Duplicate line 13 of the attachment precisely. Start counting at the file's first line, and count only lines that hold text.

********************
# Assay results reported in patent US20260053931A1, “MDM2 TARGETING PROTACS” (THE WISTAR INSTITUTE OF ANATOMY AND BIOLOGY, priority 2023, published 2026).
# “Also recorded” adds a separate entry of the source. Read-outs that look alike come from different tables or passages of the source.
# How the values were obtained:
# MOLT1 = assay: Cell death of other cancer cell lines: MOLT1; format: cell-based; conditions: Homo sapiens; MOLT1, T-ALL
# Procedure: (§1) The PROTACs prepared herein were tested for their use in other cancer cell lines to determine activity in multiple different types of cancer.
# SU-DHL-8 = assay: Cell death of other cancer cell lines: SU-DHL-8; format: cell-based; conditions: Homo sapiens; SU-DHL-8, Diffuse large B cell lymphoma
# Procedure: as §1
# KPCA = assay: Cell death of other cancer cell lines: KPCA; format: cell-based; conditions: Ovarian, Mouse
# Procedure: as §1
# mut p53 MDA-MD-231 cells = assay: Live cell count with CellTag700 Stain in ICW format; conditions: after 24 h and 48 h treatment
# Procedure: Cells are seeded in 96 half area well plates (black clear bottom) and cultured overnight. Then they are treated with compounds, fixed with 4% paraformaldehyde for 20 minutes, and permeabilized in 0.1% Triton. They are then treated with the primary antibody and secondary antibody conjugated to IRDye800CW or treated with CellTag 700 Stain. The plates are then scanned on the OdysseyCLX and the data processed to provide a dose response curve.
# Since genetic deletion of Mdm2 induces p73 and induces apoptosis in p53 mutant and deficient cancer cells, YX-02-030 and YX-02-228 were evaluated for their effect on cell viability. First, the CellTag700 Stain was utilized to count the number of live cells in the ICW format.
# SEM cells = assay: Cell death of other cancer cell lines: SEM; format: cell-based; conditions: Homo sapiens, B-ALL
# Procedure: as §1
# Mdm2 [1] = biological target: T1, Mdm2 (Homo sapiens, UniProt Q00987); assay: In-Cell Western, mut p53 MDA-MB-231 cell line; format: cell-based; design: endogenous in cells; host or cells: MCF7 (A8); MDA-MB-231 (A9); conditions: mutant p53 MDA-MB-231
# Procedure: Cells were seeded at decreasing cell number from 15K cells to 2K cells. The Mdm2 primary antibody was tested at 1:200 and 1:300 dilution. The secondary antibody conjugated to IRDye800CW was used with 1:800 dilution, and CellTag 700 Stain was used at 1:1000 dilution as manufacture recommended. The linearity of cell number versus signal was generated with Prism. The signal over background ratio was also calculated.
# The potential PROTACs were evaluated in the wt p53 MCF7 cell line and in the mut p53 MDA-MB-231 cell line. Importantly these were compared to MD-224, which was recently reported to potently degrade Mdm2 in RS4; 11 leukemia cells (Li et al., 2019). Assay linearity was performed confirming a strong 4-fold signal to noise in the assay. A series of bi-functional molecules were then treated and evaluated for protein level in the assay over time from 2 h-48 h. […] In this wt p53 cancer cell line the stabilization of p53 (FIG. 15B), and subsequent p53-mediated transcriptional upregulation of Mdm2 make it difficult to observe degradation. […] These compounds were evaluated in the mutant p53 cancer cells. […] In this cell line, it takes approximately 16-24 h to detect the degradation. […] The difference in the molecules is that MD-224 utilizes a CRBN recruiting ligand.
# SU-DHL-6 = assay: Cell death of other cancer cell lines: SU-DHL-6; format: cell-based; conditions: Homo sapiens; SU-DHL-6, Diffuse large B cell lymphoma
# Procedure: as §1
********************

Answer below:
# SEM cells = assay: Cell death of other cancer cell lines: SEM; format: cell-based; conditions: Homo sapiens, B-ALL